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Rhampholeon acuminatus MARIAUX & TILBURY, 2006

IUCN Red List - Rhampholeon acuminatus - Critically Endangered, CR

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Higher TaxaChamaeleonidae, Sauria, Iguania, Squamata (lizards)
Common NamesE: Nguru pygmy chameleon 
SynonymRhampholeon (Rhinodigitum) acuminatus MARIAUX & TILBURY 2006
Rhampholeon (Rhinodigitum) acuminatus — TILBURY 2010: 161
Rhampholeon (Rhinodigitum) acuminatus — GLAW 2015
Rhampholeon acuminatus — SPAWLS et al. 2018: 249
Rhampholeon acuminatus — MENEGON et al. 2022: 97 
DistributionTanzania (Nguru mountains)

Type locality: Tanzania, Morogoro region, Nguru mountains,
Nguru South Catchment FR, Komkore Forest above Ubili village [6°2'29" S; 37°30'40.5" E], elevation 1500–1600 m.  
TypesHolotype: MHNG 2645.001 (field tag TZ 414), male, 21 October 2000. Collected by J. Mariaux & S. Loader. Paratype: PEM R16271, ZFMK 87393 (ex-MHNG 2645.003), male 
DiagnosisDiagnosis. Chamaeleonidae, Rhampholeon (Rhinodigitum). With the characters of the subgenus. A small chameleon with SVL 47–57 mm (maximum TL 82 mm) and a tail 25–30% of TL. Adults are unmistakable due to their large discoid and vertically flattened rostral process (up to 5 × 3 mm) projecting forward off the rostrum (Figs 6-7), spinous supra-orbital and other cranial projections, prominent casque, exaggerated dorsal crest and numerous spines on the body, limbs
and tail. No axillary or inguinal pits. Claws bicuspid. Parietal peritoneum unpigmented.

Differential diagnosis. Among the pygmy chameleons, only Rh. spinosus presents a similar rostral process. However, Rh. spinosus has a more rounded rostral proc-
ess, numerous spiny tubercles on the gular region, a slender overall appearance, and a significantly longer tail (up to more than 40% of TL); furthermore it is not
sympatric with Rh. acuminatus. Although several other species, like Rh. uluguruensis and related taxa, also have rather conspicuous naso-rostral processes, these are more cylindrical and much smaller. Furthermore these species do not show the characteristic body spines seen in Rh. acuminatus, thus making confusion unlikely.

Amendments to the original diagnosis: Rhampholeon acuminatus has not been sequenced for the ND2 gene. For the 16S gene, it differs by having an A at position 917 and from all other species except R. beraduccii at position 1269 by having an A. (Menegon et al. 2022) 
CommentAbundance: only known from its original description (Meiri et al. 2017). 
EtymologyFrom Latin acuminare (to sharpen), in reference to the numerous sharp spines found on the head and body. 
  • CONRADIE, WERNER; WILLIAM R. BRANCH, & GILLIAN WATSON 2019. Type specimens in the Port Elizabeth Museum, South Africa, including the historically important Albany Museum collection. Part 2: Reptiles (Squamata). Zootaxa 4576 (1): 001–045 - get paper here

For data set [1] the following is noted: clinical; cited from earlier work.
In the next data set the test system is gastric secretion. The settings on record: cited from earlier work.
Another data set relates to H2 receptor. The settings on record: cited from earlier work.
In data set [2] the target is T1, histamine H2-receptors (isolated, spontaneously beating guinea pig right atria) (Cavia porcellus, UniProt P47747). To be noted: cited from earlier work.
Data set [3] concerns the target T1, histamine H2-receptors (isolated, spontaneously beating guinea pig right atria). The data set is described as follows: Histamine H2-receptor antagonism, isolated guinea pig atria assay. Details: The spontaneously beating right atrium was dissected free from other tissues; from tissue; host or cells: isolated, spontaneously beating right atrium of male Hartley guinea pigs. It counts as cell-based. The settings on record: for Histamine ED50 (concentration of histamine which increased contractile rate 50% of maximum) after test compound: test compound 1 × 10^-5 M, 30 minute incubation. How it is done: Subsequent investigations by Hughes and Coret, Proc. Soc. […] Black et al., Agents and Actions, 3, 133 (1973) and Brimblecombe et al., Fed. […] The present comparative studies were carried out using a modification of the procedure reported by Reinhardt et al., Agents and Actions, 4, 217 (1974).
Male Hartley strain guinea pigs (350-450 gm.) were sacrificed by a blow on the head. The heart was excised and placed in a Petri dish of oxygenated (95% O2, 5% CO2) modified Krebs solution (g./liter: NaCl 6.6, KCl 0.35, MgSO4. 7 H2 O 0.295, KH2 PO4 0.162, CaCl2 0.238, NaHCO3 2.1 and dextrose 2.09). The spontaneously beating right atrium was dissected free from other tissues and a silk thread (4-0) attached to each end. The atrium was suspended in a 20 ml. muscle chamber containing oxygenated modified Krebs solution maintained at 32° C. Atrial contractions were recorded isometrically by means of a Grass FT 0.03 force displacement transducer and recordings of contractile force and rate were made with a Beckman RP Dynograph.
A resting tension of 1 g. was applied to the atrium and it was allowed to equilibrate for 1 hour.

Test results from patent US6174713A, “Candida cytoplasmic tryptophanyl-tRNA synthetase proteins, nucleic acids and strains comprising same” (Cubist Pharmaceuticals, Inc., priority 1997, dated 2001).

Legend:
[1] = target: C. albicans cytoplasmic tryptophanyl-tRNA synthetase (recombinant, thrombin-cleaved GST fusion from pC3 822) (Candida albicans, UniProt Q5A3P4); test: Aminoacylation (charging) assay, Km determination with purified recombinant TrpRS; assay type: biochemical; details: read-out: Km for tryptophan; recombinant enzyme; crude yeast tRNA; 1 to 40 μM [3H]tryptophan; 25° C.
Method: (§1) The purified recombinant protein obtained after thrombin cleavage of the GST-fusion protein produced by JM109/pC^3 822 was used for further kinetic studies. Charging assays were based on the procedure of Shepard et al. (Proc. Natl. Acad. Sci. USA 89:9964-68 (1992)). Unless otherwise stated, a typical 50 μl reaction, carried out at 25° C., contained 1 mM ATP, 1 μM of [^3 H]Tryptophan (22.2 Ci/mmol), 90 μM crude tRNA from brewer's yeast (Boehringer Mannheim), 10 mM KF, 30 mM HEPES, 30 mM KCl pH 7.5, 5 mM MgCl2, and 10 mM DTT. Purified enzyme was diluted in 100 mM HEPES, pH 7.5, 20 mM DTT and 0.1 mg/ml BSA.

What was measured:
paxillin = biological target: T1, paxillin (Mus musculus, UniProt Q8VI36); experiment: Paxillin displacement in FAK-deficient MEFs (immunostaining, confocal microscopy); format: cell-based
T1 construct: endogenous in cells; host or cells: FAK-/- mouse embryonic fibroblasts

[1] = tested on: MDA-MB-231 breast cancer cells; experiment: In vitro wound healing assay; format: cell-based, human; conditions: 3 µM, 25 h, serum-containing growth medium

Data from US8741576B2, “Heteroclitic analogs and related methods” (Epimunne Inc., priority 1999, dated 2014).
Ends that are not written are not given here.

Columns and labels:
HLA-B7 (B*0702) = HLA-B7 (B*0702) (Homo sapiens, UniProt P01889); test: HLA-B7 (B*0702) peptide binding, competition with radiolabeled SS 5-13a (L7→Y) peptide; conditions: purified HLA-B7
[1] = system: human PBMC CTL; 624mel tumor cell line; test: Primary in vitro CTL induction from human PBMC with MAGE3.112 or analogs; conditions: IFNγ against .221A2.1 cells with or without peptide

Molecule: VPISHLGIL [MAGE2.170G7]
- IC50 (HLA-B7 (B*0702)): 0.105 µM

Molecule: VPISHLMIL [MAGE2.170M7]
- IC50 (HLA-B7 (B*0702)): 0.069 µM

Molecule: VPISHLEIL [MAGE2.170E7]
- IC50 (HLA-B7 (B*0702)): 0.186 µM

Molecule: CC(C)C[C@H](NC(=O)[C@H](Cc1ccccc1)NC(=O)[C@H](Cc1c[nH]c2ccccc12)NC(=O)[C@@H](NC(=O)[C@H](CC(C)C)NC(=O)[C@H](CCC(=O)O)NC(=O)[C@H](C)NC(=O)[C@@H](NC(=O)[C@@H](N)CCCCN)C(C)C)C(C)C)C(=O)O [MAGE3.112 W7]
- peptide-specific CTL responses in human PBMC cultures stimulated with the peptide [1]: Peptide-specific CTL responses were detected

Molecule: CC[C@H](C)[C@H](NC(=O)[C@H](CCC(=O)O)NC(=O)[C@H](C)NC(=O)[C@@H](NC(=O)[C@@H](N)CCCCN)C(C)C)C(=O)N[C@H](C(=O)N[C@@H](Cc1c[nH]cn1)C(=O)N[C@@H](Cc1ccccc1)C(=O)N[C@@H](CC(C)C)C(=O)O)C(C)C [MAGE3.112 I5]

• FISSEHA, MAKDA; JEAN MARIAUX, MICHELE MENEGON 2013. The “Rhampholeon uluguruensis complex” (Squamata: Chamaeleonidae) and the taxonomic status of the pygmy chameleons in Tanzania. Zootaxa 3746 (3): 439–453 - get paper here
  • Glaw, F. 2015. Taxonomic checklist of chameleons (Squamata: Chamaeleonidae). [type catalogue] Vertebrate Zoology 65 (2): 167–246 - get paper here
  • Mariaux, Jean and Colin R. Tilbury. 2006. The pygmy chameleons of the eastern Arc range (Tanzania): Evolutionary relationships and the description of three new species of Rhampholeon (Sauria: Chamaeleonidae). The Herpetological Journal 16 (3): 315-331 - get paper here
  • Meiri, Shai; Aaron M. Bauer, Allen Allison, Fernando Castro-Herrera, Laurent Chirio, Guarino Colli, Indraneil Das, Tiffany M. Doan, Frank Glaw, Lee L. Grismer, Marinus Hoogmoed, Fred Kraus, Matthew LeBreton, Danny Meirte, Zoltán T. Nagy, Cristiano d 2017. Extinct, obscure or imaginary: the lizard species with the smallest ranges. Diversity and Distributions - get paper here
  • Menegon, M., Lyakurwa, J. V., Loader, S. P., & Tolley, K. A. 2022. Cryptic diversity in pygmy chameleons (Chamaeleonidae: Rhampholeon) of the Eastern Arc Mountains of Tanzania, with description of six new species. Acta Herpetologica, 17(2), 85-113 - get paper here
  • Müller, R. & hildenhagen, T. 2009. Untersuchungen zu Subdigital- und Subcaudalstrukturen bei Chamäleons (Sauria: Chamaeleonidae). Sauria 31 (3): 41-54 - get paper here
  • REDBOND, JAY; KATY UPTON, ANDY MEEK, TOM WILKINSON & LAUREN LANE. 2021. Captive husbandry and breeding of the Nguru spiny pygmy chameleon Rhampholeon acuminatus. The Herpetological Bulletin (158). - get paper here
  • Rovero, F., Menegon, M., Fjeldså, J., Collett, L., Doggart, N., Leonard, C., Norton, G., Owen, N., Perkin, A., Spitale, D., Ahrends, A., Burgess, N. D. 2014. Targeted vertebrate surveys enhance the faunal importance and improve explanatory models within the Eastern Arc Mountains of Kenya and Tanzania. Diversity and Distributions. doi: 10.1111/ddi.12246 - get paper here
  • Schmidt, W.; Tamm, K. & Wallikewitz, E. 2010. Chamäleons - Drachen unserer Zeit. Natur und Tier Verlag, 328 pp. [review in Reptilia 101: 64, 2013] - get paper here
  • Spawls, Steve; Kim Howell, Harald Hinkel, Michele Menegon 2018. Field Guide to East African Reptiles. Bloomsbury, 624 pp. - get paper here
  • Tilbury, C. 2010. Chameleons of Africa: An Atlas, Including the Chameleons of Europe, the Middle East and Asia. Edition Chimaira, Frankfurt M., 831 pp.
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